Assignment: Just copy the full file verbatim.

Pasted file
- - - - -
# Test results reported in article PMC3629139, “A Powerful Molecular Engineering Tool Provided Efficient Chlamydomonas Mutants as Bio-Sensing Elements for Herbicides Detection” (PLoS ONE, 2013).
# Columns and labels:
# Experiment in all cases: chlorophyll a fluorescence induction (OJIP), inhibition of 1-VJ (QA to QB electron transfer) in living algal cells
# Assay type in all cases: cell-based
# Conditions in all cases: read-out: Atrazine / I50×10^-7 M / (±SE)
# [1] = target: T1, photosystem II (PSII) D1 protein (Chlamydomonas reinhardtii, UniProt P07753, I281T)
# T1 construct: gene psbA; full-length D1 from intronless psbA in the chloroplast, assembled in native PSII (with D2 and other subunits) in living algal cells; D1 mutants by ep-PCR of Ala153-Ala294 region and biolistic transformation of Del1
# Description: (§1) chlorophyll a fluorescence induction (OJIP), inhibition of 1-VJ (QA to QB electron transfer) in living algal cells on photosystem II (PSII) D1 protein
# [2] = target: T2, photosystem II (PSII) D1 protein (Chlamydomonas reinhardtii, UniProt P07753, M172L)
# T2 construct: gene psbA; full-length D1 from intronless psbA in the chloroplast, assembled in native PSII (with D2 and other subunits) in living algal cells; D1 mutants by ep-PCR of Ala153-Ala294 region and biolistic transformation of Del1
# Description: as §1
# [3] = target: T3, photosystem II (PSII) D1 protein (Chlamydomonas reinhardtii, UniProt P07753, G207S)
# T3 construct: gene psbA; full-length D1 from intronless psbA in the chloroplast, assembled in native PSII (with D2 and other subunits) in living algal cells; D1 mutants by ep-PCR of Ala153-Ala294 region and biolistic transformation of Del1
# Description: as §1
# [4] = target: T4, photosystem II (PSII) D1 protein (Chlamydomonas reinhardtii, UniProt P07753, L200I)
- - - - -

# Test results reported in article PMC3629139, “A Powerful Molecular Engineering Tool Provided Efficient Chlamydomonas Mutants as Bio-Sensing Elements for Herbicides Detection” (PLoS ONE, 2013).
# Columns and labels:
# Experiment in all cases: chlorophyll a fluorescence induction (OJIP), inhibition of 1-VJ (QA to QB electron transfer) in living algal cells
# Assay type in all cases: cell-based
# Conditions in all cases: read-out: Atrazine / I50×10^-7 M / (±SE)
# [1] = target: T1, photosystem II (PSII) D1 protein (Chlamydomonas reinhardtii, UniProt P07753, I281T)
# T1 construct: gene psbA; full-length D1 from intronless psbA in the chloroplast, assembled in native PSII (with D2 and other subunits) in living algal cells; D1 mutants by ep-PCR of Ala153-Ala294 region and biolistic transformation of Del1
# Description: (§1) chlorophyll a fluorescence induction (OJIP), inhibition of 1-VJ (QA to QB electron transfer) in living algal cells on photosystem II (PSII) D1 protein
# [2] = target: T2, photosystem II (PSII) D1 protein (Chlamydomonas reinhardtii, UniProt P07753, M172L)
# T2 construct: gene psbA; full-length D1 from intronless psbA in the chloroplast, assembled in native PSII (with D2 and other subunits) in living algal cells; D1 mutants by ep-PCR of Ala153-Ala294 region and biolistic transformation of Del1
# Description: as §1
# [3] = target: T3, photosystem II (PSII) D1 protein (Chlamydomonas reinhardtii, UniProt P07753, G207S)
# T3 construct: gene psbA; full-length D1 from intronless psbA in the chloroplast, assembled in native PSII (with D2 and other subunits) in living algal cells; D1 mutants by ep-PCR of Ala153-Ala294 region and biolistic transformation of Del1
# Description: as §1
# [4] = target: T4, photosystem II (PSII) D1 protein (Chlamydomonas reinhardtii, UniProt P07753, L200I)